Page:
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Three Types of Sugars

author image Jessica Benzaquen
Since 2009 Jessica Benzaquen has published research articles and abstracts in “Pharmacology, Biochemistry & Behavior” and “The Society for Neuroscience Meeting Planner.” After receiving her Bachelor of Arts and Science degree in neuroscience and cognitive neuropsychology at the University of Guelph, she earned her Master of Science degree in neuroscience at the University of Western Ontario while investigating possible environmental triggers for autism.
Three Types of Sugars
Sugar cubes next to a cup of lemon tea. Photo Credit: graletta/iStock/Getty Images

Sugars are naturally occurring carbohydrates, and the simplest kind of carbohydrate. Sugars are a source of energy for your cells, form part of larger, more complex molecules, and provide energy storage. Since your body quickly digests sugars, they also provide you with a quick source of energy. There are three types of sugars.

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Monosaccharides are simple sugars, meaning they have only three to seven carbon atoms arranged in either a chain or ring structure. The ‘mono’ stands for one, and signifies that monosaccharides only have one ring. Two kinds of monosaccharides include glucose and fructose. Glucose is the most important monosaccharide in nature; it is the main source of energy for body cells and is present in most sweet fruits, as well as in your blood. Fructose is the sweetest monosaccharide, present in fruits and honey.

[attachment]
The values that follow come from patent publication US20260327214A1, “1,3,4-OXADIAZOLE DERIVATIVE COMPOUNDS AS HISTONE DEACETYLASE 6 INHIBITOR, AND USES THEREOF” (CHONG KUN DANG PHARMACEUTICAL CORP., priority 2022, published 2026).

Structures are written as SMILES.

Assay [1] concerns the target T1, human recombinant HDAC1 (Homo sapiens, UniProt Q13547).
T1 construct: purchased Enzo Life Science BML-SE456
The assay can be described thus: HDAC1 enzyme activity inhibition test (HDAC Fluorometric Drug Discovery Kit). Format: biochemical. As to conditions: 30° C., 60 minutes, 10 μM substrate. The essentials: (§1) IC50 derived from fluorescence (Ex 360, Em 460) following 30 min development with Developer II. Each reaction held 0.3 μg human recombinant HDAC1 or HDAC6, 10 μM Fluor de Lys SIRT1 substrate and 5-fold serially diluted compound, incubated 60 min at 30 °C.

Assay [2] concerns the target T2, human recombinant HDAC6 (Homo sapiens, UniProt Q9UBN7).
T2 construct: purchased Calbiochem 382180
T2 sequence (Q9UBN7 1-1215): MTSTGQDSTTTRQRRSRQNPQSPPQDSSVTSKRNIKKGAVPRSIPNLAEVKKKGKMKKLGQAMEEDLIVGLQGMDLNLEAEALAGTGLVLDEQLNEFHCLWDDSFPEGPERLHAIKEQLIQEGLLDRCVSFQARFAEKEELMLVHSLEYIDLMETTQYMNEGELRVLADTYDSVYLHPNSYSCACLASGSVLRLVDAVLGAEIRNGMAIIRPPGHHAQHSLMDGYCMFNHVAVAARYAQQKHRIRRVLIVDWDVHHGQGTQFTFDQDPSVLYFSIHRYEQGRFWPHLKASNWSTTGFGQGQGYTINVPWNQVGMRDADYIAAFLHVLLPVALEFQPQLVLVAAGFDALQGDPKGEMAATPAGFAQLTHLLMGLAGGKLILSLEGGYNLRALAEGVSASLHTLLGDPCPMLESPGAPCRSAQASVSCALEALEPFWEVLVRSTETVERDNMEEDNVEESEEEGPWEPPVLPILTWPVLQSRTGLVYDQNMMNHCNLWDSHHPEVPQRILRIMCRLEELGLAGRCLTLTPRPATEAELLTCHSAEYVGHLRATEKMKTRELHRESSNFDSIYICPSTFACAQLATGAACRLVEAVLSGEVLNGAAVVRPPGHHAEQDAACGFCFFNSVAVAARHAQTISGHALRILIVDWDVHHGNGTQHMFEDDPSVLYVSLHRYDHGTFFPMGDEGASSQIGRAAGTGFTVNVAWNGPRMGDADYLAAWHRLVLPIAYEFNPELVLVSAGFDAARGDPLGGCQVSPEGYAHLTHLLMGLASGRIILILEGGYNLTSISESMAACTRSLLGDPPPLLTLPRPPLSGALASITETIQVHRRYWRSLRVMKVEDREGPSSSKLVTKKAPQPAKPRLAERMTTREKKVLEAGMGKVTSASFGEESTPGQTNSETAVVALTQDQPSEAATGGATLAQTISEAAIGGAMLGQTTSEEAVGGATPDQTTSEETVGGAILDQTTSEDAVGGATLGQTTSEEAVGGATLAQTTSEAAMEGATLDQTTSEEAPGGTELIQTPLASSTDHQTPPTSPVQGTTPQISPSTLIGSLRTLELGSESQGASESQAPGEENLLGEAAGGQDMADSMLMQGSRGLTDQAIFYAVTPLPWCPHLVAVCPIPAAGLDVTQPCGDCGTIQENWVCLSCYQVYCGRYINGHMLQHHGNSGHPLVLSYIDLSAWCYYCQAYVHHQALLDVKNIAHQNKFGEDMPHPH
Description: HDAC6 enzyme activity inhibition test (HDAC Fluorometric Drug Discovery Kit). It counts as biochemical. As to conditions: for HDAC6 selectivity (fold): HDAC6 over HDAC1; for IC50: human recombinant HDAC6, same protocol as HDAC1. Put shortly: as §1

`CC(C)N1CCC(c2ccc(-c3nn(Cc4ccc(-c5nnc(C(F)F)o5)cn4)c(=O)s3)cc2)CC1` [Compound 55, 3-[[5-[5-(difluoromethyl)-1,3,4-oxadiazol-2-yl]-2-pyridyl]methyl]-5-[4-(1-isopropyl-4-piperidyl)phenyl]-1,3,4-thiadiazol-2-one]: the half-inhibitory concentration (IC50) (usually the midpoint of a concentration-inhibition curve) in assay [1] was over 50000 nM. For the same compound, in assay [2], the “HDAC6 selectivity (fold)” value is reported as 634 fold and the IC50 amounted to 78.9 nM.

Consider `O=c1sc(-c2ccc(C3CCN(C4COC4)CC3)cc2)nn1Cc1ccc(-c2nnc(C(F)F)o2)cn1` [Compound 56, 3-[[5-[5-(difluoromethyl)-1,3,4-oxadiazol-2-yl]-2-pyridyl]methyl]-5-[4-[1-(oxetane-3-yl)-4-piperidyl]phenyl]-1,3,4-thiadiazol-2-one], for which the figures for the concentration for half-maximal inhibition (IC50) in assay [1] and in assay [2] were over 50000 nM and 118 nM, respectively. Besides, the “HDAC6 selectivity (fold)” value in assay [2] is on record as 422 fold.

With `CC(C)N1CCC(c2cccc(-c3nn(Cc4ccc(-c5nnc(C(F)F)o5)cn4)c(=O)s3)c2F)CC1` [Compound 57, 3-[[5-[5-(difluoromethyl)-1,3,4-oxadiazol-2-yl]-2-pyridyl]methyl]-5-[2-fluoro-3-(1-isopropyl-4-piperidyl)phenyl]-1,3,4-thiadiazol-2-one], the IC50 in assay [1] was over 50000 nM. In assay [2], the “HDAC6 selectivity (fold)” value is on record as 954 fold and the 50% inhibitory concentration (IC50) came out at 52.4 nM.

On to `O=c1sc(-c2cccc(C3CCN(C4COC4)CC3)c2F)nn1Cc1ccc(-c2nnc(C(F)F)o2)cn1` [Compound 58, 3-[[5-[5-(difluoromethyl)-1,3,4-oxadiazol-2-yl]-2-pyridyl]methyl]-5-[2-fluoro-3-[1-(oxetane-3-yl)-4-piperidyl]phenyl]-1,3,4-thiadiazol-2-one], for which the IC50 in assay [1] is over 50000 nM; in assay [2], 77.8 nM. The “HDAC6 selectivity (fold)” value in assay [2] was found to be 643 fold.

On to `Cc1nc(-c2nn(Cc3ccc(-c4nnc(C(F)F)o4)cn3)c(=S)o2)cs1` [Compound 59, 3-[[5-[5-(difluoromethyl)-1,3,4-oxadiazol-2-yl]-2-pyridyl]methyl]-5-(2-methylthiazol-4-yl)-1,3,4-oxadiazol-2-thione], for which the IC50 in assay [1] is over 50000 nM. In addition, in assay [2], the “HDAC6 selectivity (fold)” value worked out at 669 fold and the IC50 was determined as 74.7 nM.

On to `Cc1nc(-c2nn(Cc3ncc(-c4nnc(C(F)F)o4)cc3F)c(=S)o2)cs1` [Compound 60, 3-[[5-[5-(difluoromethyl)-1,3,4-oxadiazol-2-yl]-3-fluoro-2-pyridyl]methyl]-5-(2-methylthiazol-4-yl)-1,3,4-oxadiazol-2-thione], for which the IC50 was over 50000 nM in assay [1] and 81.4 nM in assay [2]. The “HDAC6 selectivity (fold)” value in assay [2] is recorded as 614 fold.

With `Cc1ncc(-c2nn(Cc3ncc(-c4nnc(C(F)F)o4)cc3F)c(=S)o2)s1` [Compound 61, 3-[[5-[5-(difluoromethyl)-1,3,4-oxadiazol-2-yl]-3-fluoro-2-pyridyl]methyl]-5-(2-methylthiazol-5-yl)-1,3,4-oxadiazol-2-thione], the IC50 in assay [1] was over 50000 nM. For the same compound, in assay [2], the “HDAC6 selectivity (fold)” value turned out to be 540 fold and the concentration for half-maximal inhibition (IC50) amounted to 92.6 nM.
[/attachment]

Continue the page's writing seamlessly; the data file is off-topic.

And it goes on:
Disaccharides are two simple sugars linked together in a double ring. Your body must break down disaccharides, just like any carbohydrate other than monosaccharides, before you can get energy from them. Maltose is a disaccharide. It consists of two glucose molecules, while sucrose consists of glucose and fructose.


Polysaccharides are large chains of simple sugars, consisting of many monosaccharides. Examples of polysaccharides include starch and glycogen, both of which consist of hundreds of glucose units and different types of bonds holding them together. Polysaccharides serve two main functions: storing energy that your body can use when external food supply is low and providing structural support and protection.

Simple and Complex Carbs

Monosaccharides and disaccharides are simple carbohydrates, while polysaccharides are complex carbohydrates. Simple carbohydrates are present mainly in fruits and milk, as well as in high-sugar foods like candy and sweets. Complex carbohydrates are in legumes, grains and starchy vegetables like potatoes, peas and corn. The National Institutes of Health suggests eating more complex carbohydrates, especially whole grains and beans, while limiting sugars from candy and sweets, which have little or no nutritional value.

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